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by on December 9, 2012

(so, i tried to post this in week 3 when we were talking descartes and his views of the soul…instead i managed to post it to my blog instead (i also discovered i have a blog?) so i shall post it again now on here, but i apologise as it now seems substantially less relevant):

Personally I find this idea of division within ourselves interesting. For me we are simply entire beings. We are made of composite organs, bones, blood etc but this is all contributing to a whole. The mind body divide suggests the notion of duality. Two selves occupying one body.

I find it interesting the way in which these notions differ. Descartes suggested that the mind could exist without the body if God willed it. For him the mind here seems intrinsically linked to the idea of a soul. It divides the body (which is mortal, prone to disease, injury and death) from the soul (which is eternal, will transcend death). 

This idea I feel stems for a  basic fear of death. That something must transcend death. The death of the body cannot be an absolute death, something must live on. 

But this thinking existed prior to Descartes. In the Republic, Plato puts across his idea for the human composition as follows…

We have a chariot representing the human body. we have a charioteer representing intellectual reason that is trying to guide the way to “truth”. And this chariot is being pulled by two winged horses. Horse 1) represents rational and moral impulses. Horse 2) represents the souls irrationals passions.

Which is all well and good plato but you stole this idea in turn from the hindu’s who hardly care for bodily existence at all. Hindu’s are trapped within a cycle called the Samsara. They believe that we all have an Atman (soul) which exists within us. And as we go through life our actions collect us either good or bad Karma. When we die reincarnate in another body with the same Atman and our fortune in this life is determined by the Karma we have accumulated. Only by living enough pure lives will the Atman be refined enough to reach Moksha (the end of the cycle) and return to Brahman.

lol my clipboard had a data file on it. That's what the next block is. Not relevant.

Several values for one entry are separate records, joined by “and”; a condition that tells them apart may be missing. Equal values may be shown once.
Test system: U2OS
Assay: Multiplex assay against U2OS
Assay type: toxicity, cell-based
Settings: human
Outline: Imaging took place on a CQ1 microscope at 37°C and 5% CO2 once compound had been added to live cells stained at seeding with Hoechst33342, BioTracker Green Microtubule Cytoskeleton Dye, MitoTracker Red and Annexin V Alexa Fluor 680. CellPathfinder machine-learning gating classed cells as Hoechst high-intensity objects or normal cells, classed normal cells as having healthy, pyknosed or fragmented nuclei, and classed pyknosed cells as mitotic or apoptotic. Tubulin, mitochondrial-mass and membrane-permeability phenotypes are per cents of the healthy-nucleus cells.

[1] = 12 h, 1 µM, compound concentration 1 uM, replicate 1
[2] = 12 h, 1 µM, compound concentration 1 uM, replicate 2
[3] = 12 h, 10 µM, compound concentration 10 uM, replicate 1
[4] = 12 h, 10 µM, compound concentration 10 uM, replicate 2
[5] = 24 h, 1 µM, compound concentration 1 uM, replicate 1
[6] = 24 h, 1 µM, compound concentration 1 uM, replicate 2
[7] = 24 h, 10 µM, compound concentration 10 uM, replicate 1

Enough looking back. what does this mean for robots? i don’t know. Its interesting that in all these other lines of thought they take account for the fact that the body is limited and will die. Where as robots do not strictly speaking ever face death. Further more what is a mind that has been programmed to think. Certainly we would never assume a robots mind and body to be separately wired.  And then idea of the soul becomes slightly frayed. Can a robot have a soul? Probably not unless you count a memory stick…

I guess I’m mostly thinking of how religion would deal with robots if they became advanced enough to freely function. Or even how robots would deal with religion.

Or maybe I’m thinking too much and these problems will never leave the realm of science fiction. 

So there you go. The soul body divide through the ages.



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